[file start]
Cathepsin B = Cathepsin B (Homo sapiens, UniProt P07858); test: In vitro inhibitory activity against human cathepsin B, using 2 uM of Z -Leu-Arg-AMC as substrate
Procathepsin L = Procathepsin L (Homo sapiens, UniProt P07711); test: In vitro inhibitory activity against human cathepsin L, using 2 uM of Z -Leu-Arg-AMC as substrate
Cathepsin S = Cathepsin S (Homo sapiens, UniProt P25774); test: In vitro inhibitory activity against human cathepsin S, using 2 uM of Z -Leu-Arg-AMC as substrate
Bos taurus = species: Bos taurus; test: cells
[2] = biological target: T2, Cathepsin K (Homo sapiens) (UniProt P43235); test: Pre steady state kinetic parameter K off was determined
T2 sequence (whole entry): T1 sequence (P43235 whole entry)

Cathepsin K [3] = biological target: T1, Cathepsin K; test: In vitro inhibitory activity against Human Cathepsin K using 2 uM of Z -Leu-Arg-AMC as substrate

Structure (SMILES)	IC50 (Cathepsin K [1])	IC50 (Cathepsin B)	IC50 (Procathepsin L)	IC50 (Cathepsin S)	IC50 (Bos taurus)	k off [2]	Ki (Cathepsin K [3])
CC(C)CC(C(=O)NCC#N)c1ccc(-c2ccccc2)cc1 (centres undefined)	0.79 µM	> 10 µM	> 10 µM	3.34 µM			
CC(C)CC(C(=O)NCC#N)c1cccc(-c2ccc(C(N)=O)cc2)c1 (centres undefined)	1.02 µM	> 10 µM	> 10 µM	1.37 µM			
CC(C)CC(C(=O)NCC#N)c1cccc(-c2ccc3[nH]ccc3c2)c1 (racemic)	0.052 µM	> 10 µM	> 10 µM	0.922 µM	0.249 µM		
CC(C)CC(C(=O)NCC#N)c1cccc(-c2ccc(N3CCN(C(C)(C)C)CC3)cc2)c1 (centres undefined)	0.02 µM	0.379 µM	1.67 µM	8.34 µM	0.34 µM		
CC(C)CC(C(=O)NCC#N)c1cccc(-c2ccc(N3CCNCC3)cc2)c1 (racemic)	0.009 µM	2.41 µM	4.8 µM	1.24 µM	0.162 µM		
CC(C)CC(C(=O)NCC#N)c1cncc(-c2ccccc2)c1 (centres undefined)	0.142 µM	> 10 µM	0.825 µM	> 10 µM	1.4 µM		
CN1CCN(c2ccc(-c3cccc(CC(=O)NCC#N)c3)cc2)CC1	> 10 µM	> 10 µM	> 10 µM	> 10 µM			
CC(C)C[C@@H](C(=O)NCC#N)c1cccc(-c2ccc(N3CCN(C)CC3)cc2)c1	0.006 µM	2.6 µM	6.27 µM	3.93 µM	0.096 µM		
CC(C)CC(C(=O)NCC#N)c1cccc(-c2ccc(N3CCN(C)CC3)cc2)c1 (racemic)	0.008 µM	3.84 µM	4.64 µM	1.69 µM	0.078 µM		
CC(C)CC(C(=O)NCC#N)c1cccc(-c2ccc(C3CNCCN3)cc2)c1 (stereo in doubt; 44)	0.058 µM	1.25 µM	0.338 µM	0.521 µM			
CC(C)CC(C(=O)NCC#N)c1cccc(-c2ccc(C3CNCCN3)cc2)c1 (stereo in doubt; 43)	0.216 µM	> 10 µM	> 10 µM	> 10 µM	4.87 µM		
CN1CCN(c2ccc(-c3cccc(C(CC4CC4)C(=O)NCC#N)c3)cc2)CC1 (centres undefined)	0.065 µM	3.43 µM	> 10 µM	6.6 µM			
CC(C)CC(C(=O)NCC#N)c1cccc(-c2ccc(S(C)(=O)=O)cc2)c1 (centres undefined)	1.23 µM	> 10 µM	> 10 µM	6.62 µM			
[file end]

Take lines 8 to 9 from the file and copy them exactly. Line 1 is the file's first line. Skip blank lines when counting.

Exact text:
Structure (SMILES)	IC50 (Cathepsin K [1])	IC50 (Cathepsin B)	IC50 (Procathepsin L)	IC50 (Cathepsin S)	IC50 (Bos taurus)	k off [2]	Ki (Cathepsin K [3])
CC(C)CC(C(=O)NCC#N)c1ccc(-c2ccccc2)cc1 (centres undefined)	0.79 µM	> 10 µM	> 10 µM	3.34 µM			